Another way to view the model is that the C+ represents a cell where the beneficial gene is on a plasmid that can be transferred by conjugation, whereas the C- represents a cell where the beneficial gene is already on a chromosome and cannot be transferred. In that case the loss rate from the chromosome by deletion should be different from the loss by losing the plasmid. Losing the plasmid means losing the benefit and the cost and the ability to transfer all at the same time. There is an interesting paper of Bergstrom that discusses the conditions for maintenance of a plasmid with a beneficial gene (Bergstrom et al., 2000). It would be useful to discuss similarities and differences of the present model with the Bergstrom model. An important part of the Bergstrom model is the transfer of the beneficial gene to the chromosome. This seems to be analogous to the mutation of a C+ to a C- in this model. In Equation 3 the rate of gain of the beneficial gene is hN+(C- + C+). This means that C- cells can donate the gene. This would apply if the gene is acquired by transformation, rather than conjugation. How would this change in the conjugation case? The rate of gain would be hN+C+ only. The N+ cannot gain from the C-. Does that mean the plasmid cannot spread? I think the assumption that the cost of HGT is proportional to h is relevant here. If the cost were a constant c (not ch) then a plasmid with high enough h would invade whatever the cost to the cells.

Finally on loss, the current choice of parameter for the rate of loss is odd. The authors claim that their results hold for more realistic values (subsection “Parameters used”) but making the parameter-region where HGT is adaptive for the host cells narrower. Is the parameter region large enough to be biologically relevant?

A second point that caused confusion is that the model assumes that each gene will either have a beneficial or a deleterious effect all the time. In reality, of course, MGEs lie on a parasitism-mutualism continuum relationship with the host bacterium because the “beneficial” gene will not be beneficial all the time (see Harrison et al., 2015, Discussion paragraph two). The same MGE transferring the beneficial gene may be an SGE depending on the bacterial host or the environment. The model thus considers a rather artificial case in which a single gene always has the same effect on its host. We see that it is a valid simplification to simulate each gene benefit individually, understand the conditions in which it may spread, and thereby infer that as long as genes with such benefits exist, then HGT should evolve. But this last logical step is not spelled out clearly enough in the paper.

Whether or not the gene is beneficial may also change the mechanism of transfer, where genes that are beneficial in the long term are more likely to integrate on the chromosome and reducing the rate of loss possibly by orders of magnitude. This last point is crucial, because if the rate of loss is low enough then slightly beneficial genes could be maintained in the absence of HGT. In other words, the authors may want to consider a case where the rate of loss differs depending on the costs and benefits of the gene in a given context.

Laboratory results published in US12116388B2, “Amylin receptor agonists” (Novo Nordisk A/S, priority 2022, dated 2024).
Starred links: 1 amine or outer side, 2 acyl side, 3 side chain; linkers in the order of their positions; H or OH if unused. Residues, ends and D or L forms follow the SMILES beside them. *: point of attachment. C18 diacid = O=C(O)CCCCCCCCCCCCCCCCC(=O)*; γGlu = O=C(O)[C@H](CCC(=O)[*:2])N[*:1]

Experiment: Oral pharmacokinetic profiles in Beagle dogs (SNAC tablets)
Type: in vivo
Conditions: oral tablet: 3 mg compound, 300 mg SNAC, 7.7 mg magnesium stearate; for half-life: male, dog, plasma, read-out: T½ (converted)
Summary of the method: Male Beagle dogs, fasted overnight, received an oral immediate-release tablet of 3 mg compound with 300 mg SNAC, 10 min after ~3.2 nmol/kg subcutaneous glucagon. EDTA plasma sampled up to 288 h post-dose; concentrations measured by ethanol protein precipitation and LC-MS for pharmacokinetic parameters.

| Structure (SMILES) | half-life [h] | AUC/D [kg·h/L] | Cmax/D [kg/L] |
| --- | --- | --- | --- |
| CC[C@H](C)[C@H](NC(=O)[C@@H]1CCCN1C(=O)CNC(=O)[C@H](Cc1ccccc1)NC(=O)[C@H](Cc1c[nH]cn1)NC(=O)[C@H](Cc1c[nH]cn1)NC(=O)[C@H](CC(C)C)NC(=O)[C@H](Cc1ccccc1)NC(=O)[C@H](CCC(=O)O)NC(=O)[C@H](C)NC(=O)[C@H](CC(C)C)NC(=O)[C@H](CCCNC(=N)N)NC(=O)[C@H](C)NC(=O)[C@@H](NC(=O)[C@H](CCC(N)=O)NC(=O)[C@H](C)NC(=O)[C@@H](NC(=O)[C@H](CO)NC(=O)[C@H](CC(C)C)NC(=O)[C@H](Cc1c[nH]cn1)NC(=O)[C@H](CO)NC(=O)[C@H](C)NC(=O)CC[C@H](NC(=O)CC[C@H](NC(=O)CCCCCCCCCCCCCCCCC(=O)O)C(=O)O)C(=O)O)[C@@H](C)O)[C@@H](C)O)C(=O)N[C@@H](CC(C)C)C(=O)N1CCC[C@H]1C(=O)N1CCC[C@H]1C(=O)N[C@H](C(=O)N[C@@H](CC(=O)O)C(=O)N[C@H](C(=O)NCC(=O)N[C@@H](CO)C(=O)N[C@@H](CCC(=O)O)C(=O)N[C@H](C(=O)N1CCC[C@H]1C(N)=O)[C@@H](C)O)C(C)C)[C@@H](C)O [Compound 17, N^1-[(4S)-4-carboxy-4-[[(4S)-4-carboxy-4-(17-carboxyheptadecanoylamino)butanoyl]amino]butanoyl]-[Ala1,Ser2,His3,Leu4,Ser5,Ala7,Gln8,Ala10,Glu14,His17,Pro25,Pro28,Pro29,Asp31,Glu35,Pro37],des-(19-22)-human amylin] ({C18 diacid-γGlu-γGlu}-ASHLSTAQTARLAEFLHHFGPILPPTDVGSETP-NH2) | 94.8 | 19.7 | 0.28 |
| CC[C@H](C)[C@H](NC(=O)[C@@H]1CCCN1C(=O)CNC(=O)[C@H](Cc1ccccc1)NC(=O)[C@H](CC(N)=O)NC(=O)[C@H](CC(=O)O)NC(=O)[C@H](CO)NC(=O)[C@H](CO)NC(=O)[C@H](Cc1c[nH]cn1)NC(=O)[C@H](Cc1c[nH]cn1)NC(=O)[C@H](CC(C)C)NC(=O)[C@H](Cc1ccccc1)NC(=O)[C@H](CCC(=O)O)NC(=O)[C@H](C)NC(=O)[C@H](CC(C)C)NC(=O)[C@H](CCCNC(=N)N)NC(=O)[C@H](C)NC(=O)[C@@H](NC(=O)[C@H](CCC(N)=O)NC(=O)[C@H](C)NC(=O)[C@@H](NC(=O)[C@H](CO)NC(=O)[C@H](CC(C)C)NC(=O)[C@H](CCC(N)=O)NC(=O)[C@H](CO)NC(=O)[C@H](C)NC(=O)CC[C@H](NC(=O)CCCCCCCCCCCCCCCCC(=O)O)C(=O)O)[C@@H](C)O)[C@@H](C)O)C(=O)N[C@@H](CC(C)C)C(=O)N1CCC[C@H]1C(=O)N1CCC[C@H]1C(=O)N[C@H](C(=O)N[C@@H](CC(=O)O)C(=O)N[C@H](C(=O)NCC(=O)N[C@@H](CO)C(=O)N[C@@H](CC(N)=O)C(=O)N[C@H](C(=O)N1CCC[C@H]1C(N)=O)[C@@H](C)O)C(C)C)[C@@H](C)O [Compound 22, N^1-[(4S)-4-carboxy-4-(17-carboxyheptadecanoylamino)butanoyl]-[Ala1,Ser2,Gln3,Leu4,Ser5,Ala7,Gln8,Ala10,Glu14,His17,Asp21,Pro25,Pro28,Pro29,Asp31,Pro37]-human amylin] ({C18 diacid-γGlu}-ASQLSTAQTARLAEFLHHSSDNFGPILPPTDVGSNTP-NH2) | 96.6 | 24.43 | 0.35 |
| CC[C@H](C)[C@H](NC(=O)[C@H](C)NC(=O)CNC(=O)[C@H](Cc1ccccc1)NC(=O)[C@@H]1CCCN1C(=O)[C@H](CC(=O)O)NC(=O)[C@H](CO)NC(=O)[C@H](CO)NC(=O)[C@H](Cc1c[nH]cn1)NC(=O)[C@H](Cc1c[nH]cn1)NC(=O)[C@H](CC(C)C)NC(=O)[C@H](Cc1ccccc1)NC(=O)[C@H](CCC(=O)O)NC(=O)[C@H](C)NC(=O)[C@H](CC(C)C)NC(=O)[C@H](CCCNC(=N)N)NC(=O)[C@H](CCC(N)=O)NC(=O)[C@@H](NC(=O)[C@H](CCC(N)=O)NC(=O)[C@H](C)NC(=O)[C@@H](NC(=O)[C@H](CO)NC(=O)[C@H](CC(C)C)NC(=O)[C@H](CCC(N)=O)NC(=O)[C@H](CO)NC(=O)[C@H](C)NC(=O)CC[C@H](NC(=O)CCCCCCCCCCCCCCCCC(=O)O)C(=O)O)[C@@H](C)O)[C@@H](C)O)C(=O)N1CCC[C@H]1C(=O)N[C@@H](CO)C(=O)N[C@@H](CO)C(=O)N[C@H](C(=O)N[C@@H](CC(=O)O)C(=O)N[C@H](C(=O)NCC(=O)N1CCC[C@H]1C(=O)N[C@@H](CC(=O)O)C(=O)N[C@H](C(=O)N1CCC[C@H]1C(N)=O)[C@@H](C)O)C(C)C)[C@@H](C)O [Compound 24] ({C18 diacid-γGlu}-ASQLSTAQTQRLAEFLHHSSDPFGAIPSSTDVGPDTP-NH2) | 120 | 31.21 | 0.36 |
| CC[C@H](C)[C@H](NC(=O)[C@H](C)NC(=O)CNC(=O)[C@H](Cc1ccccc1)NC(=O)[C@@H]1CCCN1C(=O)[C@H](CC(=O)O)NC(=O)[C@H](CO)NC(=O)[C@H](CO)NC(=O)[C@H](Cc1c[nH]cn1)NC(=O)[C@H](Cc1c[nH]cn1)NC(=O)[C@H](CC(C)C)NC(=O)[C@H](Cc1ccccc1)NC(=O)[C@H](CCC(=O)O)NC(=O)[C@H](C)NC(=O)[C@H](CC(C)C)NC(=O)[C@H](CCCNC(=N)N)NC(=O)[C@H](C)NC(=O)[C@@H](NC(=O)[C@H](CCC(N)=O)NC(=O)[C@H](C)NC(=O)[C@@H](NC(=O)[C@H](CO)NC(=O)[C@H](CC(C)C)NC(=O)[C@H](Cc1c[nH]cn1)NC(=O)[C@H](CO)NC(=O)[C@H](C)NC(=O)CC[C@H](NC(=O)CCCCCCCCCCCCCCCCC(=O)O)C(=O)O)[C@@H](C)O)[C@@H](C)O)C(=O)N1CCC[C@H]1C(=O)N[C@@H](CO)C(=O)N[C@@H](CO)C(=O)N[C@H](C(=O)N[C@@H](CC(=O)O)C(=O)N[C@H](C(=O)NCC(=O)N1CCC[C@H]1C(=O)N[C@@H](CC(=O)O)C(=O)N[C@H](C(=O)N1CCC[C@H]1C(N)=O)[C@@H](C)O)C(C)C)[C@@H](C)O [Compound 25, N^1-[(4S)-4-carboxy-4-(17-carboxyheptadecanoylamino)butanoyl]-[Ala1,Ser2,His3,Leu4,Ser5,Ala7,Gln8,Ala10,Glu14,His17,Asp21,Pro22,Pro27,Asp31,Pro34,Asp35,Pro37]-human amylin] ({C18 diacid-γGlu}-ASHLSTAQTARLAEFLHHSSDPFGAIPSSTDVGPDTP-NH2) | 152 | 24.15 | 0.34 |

A related point is how deleterious can SGEs become without disrupting HGT? This seems to be explored in Appendix 1—figure 5B and C. Is the result that SGEs would simply disappear if they are too deleterious? There seems to be a suggestion in the supplement that grid size may change this result. It would also be good to expand on this in the main text.

In sum, in order for the manuscript to be accepted in eLife, we ask the authors to at least do the following:

1) Include a detailed discussion at the beginning of the paper about the assumptions of the model and which biological situation is represented. Are you simulating HGT by conjugation or transformation? Who decides whether transfer is possible – the donor, the receiver, or both?

2) The authors should more explicitly explain where their parameter choices for costs, benefits, rates of loss, etc. and how they relate to the chosen mechanism of HGT. Also, why is it reasonable to assume that they are independent of each other?

3) Revise the choices of cost, benefit and rates of loss according to the biological situation and taking into account the ideas discussed above. Will the conclusions hold and will they be biologically relevant (if the parameter range is very small, is HGT likely to evolve)?

4) More fully cite the relevant literature on HGT costs and how they arise (TREE 2013 and San Millan and MacLean, Microbiology Spectrum 2017)

5) Flesh out what happens if SGEs are more deleterious.

https://doi.org/10.7554/eLife.56801.sa1

Author response

Essential revisions:

All reviewers agreed that this is a very interesting paper that gives some useful ways to think about HGT (the gene categories) and important insights into its evolution. We also agreed that the modelling approaches used were interesting, informative and appropriate. The paper is well-written, in particular the figures, which are very visually appealing.

A first key point is clarifying what mechanism of HGT the model is capturing: how is transfer occurring? What does the cost represent and how are genes acquired or lost? The paper contains mixed messages as to whether HGT occurs through plasmids or by transformation. According to the definition of "additive HGT", it should be through plasmids, and not by transformation, which requires recombination (Introduction paragraph two). But then other parts of the model (like acquiring genes from cells a certain distance away) suggest transformation. This choice will be important in determining the model structure, the rate of loss of the genetic element and its costs and benefits as detailed below.